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Stadia's not had a spectacular launch, not in the sense that servers were down or games were exploding, or even that the hardware wasn't working pretty much exactly as advertised - it just hasn't set the world on fire. Google's game streaming platform is a pricey bit of hardware, with a monthly subscription on top, and you still need to buy the games to play with it. It's not an appealing package when lined up against other game services. Of course, it doesn't help that it now turns out games can be more expensive to buy on Stadia than elsewhere.
Darksiders Genesis released on PC and Stadia yesterday, and players were quick to point out the Diablo-like take on the series is cheaper to buy outright on Steam than it is to buy from Google's store. According to Polygon, Darksiders will set you back $39.99 on Stadia, whereas it was is being sold on Steam for $29.99. It was even cheaper during pre-orders, where the game was on sale on Steam for $25.50.
Polygon approached the game's publisher, THQ Nordic, about the discrepancy and the publisher simply said that "THQ doesn't comment on their price policy."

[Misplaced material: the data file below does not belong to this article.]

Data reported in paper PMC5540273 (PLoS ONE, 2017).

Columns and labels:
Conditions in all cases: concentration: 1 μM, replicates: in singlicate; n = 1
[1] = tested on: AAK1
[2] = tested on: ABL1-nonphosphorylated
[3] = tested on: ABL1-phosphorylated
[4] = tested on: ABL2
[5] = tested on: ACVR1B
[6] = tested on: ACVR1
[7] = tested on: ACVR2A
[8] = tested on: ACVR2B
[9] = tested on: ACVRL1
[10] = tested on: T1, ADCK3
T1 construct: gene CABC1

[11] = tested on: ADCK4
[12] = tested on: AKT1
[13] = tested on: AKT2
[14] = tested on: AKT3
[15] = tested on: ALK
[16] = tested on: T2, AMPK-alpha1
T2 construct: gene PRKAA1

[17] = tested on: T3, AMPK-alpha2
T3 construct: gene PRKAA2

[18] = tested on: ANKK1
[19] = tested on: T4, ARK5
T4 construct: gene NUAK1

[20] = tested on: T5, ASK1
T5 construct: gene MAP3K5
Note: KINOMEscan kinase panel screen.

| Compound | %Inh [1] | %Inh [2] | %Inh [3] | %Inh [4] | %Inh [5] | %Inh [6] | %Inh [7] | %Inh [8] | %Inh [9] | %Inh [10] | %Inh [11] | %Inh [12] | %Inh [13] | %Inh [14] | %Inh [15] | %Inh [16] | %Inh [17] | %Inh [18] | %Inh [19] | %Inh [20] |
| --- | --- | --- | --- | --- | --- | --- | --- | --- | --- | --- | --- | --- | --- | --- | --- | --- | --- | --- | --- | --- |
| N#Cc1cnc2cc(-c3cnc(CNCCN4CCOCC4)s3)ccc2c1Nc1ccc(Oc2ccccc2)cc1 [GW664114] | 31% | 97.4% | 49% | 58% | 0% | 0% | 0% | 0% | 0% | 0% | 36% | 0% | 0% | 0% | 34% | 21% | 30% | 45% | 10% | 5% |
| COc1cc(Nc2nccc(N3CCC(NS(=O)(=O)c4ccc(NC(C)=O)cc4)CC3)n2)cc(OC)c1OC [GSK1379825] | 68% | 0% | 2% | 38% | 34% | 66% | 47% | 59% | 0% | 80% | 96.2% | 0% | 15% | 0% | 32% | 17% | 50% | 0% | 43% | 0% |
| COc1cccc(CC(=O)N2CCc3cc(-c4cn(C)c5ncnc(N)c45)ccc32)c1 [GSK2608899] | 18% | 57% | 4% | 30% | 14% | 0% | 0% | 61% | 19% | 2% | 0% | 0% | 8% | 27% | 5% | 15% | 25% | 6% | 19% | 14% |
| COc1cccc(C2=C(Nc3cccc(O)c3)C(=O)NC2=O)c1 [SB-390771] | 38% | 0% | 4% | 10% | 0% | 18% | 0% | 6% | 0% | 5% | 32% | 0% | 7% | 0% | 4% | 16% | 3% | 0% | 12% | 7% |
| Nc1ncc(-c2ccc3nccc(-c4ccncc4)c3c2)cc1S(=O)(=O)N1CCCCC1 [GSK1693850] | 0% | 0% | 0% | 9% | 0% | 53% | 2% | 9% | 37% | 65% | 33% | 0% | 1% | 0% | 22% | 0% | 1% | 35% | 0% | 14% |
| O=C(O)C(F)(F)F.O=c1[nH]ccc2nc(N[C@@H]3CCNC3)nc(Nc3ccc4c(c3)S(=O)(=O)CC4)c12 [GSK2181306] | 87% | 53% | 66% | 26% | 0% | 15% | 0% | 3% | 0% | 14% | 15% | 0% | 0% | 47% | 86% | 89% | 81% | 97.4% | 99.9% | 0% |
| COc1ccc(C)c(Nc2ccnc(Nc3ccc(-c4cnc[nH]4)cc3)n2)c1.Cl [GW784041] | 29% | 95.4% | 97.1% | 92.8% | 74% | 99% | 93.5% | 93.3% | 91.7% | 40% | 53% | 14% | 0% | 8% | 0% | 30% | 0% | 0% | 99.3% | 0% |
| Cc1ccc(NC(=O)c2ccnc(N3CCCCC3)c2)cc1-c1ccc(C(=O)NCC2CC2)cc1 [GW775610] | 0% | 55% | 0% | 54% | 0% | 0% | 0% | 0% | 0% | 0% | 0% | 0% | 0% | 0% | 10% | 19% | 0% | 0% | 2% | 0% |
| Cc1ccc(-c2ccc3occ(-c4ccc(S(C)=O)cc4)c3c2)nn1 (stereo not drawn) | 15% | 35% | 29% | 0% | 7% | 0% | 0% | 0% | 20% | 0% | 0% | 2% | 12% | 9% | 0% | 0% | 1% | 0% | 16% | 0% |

When Stadia launched, pro members were offered significant discounts on its biggest games - you could buy Assassin's Creed Odyssey for 50% off, for instance. But that's not an offer pro members are getting across the board, and that's surely going to sting.
When Mark tried the new service out recently he was on board with the hardware, surprised by just how well it worked, saying it "is no gimmick". However, he also concluded that it was all too soon to say whether it was worth picking up: "The real proof in Stadia's pudding will not be now, but in a year's time. Sticking to their guns on developer partnerships, price points, incoming games, industry innovations and perhaps most importantly for Google, continual future support, is going to be the key to Stadia's success, or lack thereof."
The fact that price points are already an issue is worryingly telling.
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